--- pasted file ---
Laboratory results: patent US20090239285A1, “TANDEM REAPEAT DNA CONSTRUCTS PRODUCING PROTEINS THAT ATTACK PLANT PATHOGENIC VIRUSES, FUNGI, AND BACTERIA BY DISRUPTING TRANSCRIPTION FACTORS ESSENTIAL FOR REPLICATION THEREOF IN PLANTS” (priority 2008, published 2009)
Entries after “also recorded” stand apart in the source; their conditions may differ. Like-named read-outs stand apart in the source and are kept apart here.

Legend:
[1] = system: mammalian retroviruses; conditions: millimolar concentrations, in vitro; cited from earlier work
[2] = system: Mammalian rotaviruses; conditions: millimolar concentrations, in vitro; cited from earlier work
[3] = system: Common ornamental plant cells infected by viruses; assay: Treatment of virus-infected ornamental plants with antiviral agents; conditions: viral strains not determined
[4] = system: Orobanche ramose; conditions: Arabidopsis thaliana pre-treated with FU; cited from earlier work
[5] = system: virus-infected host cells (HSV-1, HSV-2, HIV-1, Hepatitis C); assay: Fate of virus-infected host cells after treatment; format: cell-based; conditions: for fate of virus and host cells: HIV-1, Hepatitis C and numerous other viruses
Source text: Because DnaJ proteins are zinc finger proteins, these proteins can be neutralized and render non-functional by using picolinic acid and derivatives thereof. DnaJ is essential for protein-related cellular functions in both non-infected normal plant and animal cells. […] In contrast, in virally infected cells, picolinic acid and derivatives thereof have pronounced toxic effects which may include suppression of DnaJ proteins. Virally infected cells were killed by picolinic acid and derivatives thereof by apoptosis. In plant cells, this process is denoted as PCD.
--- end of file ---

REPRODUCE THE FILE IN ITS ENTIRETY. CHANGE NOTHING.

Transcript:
Laboratory results: patent US20090239285A1, “TANDEM REAPEAT DNA CONSTRUCTS PRODUCING PROTEINS THAT ATTACK PLANT PATHOGENIC VIRUSES, FUNGI, AND BACTERIA BY DISRUPTING TRANSCRIPTION FACTORS ESSENTIAL FOR REPLICATION THEREOF IN PLANTS” (priority 2008, published 2009)
Entries after “also recorded” stand apart in the source; their conditions may differ. Like-named read-outs stand apart in the source and are kept apart here.

Legend:
[1] = system: mammalian retroviruses; conditions: millimolar concentrations, in vitro; cited from earlier work
[2] = system: Mammalian rotaviruses; conditions: millimolar concentrations, in vitro; cited from earlier work
[3] = system: Common ornamental plant cells infected by viruses; assay: Treatment of virus-infected ornamental plants with antiviral agents; conditions: viral strains not determined
[4] = system: Orobanche ramose; conditions: Arabidopsis thaliana pre-treated with FU; cited from earlier work
[5] = system: virus-infected host cells (HSV-1, HSV-2, HIV-1, Hepatitis C); assay: Fate of virus-infected host cells after treatment; format: cell-based; conditions: for fate of virus and host cells: HIV-1, Hepatitis C and numerous other viruses
Source text: Because DnaJ proteins are zinc finger proteins, these proteins can be neutralized and render non-functional by using picolinic acid and derivatives thereof. DnaJ is essential for protein-related cellular functions in both non-infected normal plant and animal cells. […] In contrast, in virally infected cells, picolinic acid and derivatives thereof have pronounced toxic effects which may include suppression of DnaJ proteins. Virally infected cells were killed by picolinic acid and derivatives thereof by apoptosis. In plant cells, this process is denoted as PCD.